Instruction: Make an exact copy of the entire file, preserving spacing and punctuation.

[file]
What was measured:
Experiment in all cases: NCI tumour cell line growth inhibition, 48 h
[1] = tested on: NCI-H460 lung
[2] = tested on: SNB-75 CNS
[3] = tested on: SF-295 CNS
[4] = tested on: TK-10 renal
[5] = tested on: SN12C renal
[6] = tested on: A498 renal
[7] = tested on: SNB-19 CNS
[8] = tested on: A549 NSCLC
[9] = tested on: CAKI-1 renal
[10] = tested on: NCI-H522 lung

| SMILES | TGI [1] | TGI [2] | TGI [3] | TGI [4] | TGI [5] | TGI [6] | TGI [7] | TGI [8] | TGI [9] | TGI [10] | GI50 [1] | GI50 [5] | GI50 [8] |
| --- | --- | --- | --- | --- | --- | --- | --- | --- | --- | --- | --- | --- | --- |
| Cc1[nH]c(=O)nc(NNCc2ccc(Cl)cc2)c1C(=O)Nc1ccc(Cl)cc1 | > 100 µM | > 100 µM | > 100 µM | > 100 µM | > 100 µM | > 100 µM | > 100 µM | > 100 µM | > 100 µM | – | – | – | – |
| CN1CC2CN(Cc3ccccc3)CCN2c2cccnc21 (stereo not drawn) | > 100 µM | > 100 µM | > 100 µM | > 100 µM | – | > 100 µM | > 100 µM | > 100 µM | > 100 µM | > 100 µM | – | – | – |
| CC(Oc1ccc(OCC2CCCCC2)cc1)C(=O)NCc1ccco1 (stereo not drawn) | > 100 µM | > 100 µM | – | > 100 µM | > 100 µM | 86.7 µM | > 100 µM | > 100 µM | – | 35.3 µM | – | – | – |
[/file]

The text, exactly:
What was measured:
Experiment in all cases: NCI tumour cell line growth inhibition, 48 h
[1] = tested on: NCI-H460 lung
[2] = tested on: SNB-75 CNS
[3] = tested on: SF-295 CNS
[4] = tested on: TK-10 renal
[5] = tested on: SN12C renal
[6] = tested on: A498 renal
[7] = tested on: SNB-19 CNS
[8] = tested on: A549 NSCLC
[9] = tested on: CAKI-1 renal
[10] = tested on: NCI-H522 lung

| SMILES | TGI [1] | TGI [2] | TGI [3] | TGI [4] | TGI [5] | TGI [6] | TGI [7] | TGI [8] | TGI [9] | TGI [10] | GI50 [1] | GI50 [5] | GI50 [8] |
| --- | --- | --- | --- | --- | --- | --- | --- | --- | --- | --- | --- | --- | --- |
| Cc1[nH]c(=O)nc(NNCc2ccc(Cl)cc2)c1C(=O)Nc1ccc(Cl)cc1 | > 100 µM | > 100 µM | > 100 µM | > 100 µM | > 100 µM | > 100 µM | > 100 µM | > 100 µM | > 100 µM | – | – | – | – |
| CN1CC2CN(Cc3ccccc3)CCN2c2cccnc21 (stereo not drawn) | > 100 µM | > 100 µM | > 100 µM | > 100 µM | – | > 100 µM | > 100 µM | > 100 µM | > 100 µM | > 100 µM | – | – | – |
| CC(Oc1ccc(OCC2CCCCC2)cc1)C(=O)NCc1ccco1 (stereo not drawn) | > 100 µM | > 100 µM | – | > 100 µM | > 100 µM | 86.7 µM | > 100 µM | > 100 µM | – | 35.3 µM | – | – | – |